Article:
"On any given Sunday," that ancient notion of random equality in the NFL, may be a better basis on which to pick the winner of the 49er-Saints game than on all the premium stats you can find on Profootballfocus.com.
In a playoff game like this, add up the value of all the injuries, subtract outlier values based on field, weather (forecast: 63 degrees; 4 mph wind), crowd noise, biorhythms, and whether the trainer had a fight with his wife the night before, and what's left is that other aphorism: the team that makes the fewest mistakes will win.
But if you're still searching for the numerical grail—and a not insignificant key to the game—consider once more the stats on San Francisco's offensive line.
Assume for a moment that the 49ers' chances of a win are based more—a little more—on what they can produce than on what they can prevent. In other words, assume they play to their statistical reputation on defense, they still need to play above their statistical reputation on offense.
And they should be able to do that. Although Ginn, Walker and Kyle Williams are questionable I would argue Williams is the greatest loss. And he may play. Gore is rested. The other skill players are ready. And Alex Smith is ready. Everything is in order for him to deliver on a promise.
The only reservation, of course, is with the offensive line, which is ranked 16th overall in the league.
For example, select the data for pass-blocking efficiency, in effect: the total of sacks, hits, and hurries. San Francisco is in the exact middle of the league:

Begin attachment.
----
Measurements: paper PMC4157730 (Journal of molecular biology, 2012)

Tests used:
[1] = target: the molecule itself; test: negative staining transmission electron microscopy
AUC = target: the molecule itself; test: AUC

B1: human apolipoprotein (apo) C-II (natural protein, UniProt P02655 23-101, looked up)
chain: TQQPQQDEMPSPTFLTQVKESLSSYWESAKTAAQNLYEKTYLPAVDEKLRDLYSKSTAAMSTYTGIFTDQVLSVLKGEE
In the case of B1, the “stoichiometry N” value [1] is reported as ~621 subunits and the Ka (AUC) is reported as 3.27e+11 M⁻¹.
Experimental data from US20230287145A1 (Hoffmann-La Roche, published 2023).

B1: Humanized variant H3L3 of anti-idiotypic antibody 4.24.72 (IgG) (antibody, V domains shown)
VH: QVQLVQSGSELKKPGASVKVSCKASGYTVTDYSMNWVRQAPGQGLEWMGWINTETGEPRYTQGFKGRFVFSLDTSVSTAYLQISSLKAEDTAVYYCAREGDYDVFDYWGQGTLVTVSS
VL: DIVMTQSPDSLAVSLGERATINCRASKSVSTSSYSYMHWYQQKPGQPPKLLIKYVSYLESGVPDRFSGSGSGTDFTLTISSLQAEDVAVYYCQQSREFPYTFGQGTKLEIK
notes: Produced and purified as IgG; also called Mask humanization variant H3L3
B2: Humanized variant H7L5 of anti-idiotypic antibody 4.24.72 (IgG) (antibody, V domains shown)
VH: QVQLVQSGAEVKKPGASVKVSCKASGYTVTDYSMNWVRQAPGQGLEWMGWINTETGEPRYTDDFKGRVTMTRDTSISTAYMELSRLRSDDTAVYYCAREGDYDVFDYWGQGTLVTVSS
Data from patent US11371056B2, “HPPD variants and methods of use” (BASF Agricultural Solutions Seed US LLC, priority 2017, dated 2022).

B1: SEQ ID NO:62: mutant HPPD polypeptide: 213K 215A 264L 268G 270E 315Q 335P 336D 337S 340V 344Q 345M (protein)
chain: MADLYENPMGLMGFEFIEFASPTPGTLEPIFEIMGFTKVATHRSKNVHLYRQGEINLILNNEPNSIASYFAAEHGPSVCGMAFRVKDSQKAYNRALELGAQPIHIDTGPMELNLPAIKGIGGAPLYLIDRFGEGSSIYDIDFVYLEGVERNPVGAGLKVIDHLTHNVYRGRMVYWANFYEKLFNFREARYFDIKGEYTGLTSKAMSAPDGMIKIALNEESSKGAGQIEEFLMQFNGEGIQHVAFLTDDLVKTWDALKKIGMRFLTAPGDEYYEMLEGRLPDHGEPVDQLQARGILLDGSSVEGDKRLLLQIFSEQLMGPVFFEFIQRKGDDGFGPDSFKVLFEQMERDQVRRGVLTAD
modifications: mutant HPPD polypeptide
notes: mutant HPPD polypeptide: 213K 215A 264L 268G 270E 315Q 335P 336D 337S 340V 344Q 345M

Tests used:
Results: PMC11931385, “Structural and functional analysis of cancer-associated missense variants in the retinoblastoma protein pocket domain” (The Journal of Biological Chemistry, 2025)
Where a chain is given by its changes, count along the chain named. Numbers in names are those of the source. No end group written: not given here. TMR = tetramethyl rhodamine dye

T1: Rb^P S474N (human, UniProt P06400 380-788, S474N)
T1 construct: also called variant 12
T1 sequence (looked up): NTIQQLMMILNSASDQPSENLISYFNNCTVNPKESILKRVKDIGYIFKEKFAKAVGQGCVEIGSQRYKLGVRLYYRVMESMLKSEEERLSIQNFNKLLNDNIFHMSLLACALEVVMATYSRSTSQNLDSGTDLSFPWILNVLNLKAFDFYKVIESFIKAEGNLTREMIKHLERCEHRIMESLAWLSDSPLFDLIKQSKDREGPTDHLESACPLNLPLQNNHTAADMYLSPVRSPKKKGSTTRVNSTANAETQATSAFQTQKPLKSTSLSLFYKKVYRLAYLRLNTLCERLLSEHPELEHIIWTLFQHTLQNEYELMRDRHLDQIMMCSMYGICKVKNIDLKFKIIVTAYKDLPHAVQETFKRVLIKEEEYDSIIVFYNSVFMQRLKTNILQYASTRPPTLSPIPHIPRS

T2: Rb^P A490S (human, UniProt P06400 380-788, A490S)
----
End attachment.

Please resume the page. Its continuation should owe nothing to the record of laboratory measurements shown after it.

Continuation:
Passes, 520; Sacks allowed, 26; Hits allowed, 24; Hurries allowed, 105
Compare that to pressure allowed by the Saints, ranked 13th:
Passes, 700; Sacks allowed, 15; Hits allowed, 14; Hurries allowed, 105
The problem is well known. Anthony Davis and Adam Snyder are the weak links, and you could add Chilo Richal, although he had relatively little or no effect through the season.
Davis and Snyder have together attracted eight penalties; given up 10 sacks (out of 32) and 9 hits (out of 30).
What's interesting about their overall performance is that during the last six games of the season, they followed a similar bell curve.
Davis's worst game in that stretch, and during the season, was against Baltimore (No. 2 ranked defense), which makes sense, and his best game of the stretch, and during the season, was against Pittsburgh (No. 14 ranked defense), which also makes sense.
Snyder had a similar, slightly flatter arc during those last six games.
Both players ended the season on low notes.
More disturbing is that if you look at "run blocking," Snyder had only one game in the whole season in which he had a positive rating. For his part, Davis didn't have the lows but he had negative ratings for all but one of the last six games.
So what does any of this mean? Nothing, particularly if you accept the premise that on "any given Sunday"—or in this case, Saturday—any team can beat any other team. Nevertheless, it will be interesting to see how the Saints target these two players and how well Davis and Snyder have prepared themselves.
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